Surgery was planned to restore the visual acuity lost due to progressive traumatic cataract. The procedure consisted of entering the anterior chamber via a 2.8 mm clear cornea incision made temporally with 20 gauge MVR blades, trypan blue capsule staining under air and lens extraction by the bimanual irrigation/aspiration technique. A foldable, acrylic posterior capsule intraocular lens was implanted by injection into the sac and anterior capsulorhexis was performed in half-circles on the temporal and nasal sides in the pupillary plane. The zonules and posterior capsule were observed as intact after the procedure. The corneal incisions were closed using hydration, without sutures (Figure 5). Uncorrected visual acuity was 20/20 on the first postoperative day.


Crystalline lens damage secondary to blunt ocular trauma can result in lens dislocation, subluxation or posterior capsule rupture.6,7,8

Posterior capsule rupture occurs more frequently than anterior capsule rupture.6,7,8 Gampanella et al.9 stated that the mechanism of posterior capsule rupture due to blunt trauma involves the anatomic relationship between the vitreous and the lens interface. According to this theory, the Wiegert ligament, which connects the anterior cortical vitreous and the posterior lens capsule, usually attaches in the midperipheral region of the lens. This connection weakens with age. Secondary to the rapid compression of the eye on the anterior-posterior axis and the expansion that immediately follows, the Wiegert ligament causes the posterior lens capsule to tear.

According to a hypothesis from Banitt et al.,3 isolated anterior lens capsule tear secondary to blunt trauma probably occurs as a result of the rapid focal indentation of the cornea onto the lens (coup injury) or a rebound effect secondary to the trauma in which the vitreous applies high pressure to the lens (countrecoup injury).3

We believe that with less severe injuries, expansion following ocular compression on the anterior-posterior axis leads to posterior capsule tear, while in more severe injuries the anterior-posterior axis compression may cause anterior capsule rupture before the subsequent expansion. Especially in young patients like the current case in which the anterior hyaloid is tight, the vitreous compact, and the zonules intact, the anterior capsule rupture is limited to the equatorial plane and does not continue to the posterior capsule. The tight anterior hyaloid likely buffers the force of the direct impact but transfers the energy toward the lens due to the countrecoup effect. Therefore, although the retina and posterior pole are protected from trauma, the impact results in anterior capsule rupture because of the elasticity of the lens material. In cases like this, in which the patient is young and the tissues are resilient, the damage is limited and cataractous lens material can be removed by irrigation-aspiration alone, resulting in favorable anatomic and visual outcomes.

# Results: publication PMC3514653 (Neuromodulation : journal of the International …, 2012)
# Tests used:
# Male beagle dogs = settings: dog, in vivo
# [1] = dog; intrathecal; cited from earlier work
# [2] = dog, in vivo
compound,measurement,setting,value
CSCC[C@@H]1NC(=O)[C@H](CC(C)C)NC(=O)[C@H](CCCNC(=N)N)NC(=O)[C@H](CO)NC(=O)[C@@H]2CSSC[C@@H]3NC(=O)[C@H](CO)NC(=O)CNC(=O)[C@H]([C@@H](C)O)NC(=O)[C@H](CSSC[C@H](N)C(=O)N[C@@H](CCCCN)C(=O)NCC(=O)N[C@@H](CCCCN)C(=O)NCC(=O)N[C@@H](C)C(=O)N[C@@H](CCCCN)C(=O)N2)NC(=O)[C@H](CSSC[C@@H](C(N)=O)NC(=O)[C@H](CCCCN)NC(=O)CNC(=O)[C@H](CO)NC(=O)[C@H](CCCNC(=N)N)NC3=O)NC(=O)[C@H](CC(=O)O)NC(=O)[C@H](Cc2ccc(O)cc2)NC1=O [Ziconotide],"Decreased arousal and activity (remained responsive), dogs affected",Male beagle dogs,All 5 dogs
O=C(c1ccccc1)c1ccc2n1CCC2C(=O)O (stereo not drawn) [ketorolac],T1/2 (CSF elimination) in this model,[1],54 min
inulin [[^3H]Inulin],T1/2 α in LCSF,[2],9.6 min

Informed Consent: It was taken.

Peer-review: Externally peer-reviewed.

Authorship Contributions

Surgical and Medical Practices: Mehmet Serhat Mangan, Hüseyin Yetik, Concept: Mehmet Serhat Mangan, Design: Mehmet Serhat Mangan, Data Collection or Processing: Mehmet Serhat Mangan, Ceyhun Arıcı, Analysis or Interpretation: Mehmet Serhat Mangan, İbrahim Tuncer, Literature Search: Mehmet Serhat Mangan, Writing: Mehmet Serhat Mangan.

Conflict of Interest: No conflict of interest was declared by the authors.

Financial Disclosure: The authors declared that this study received no financial support.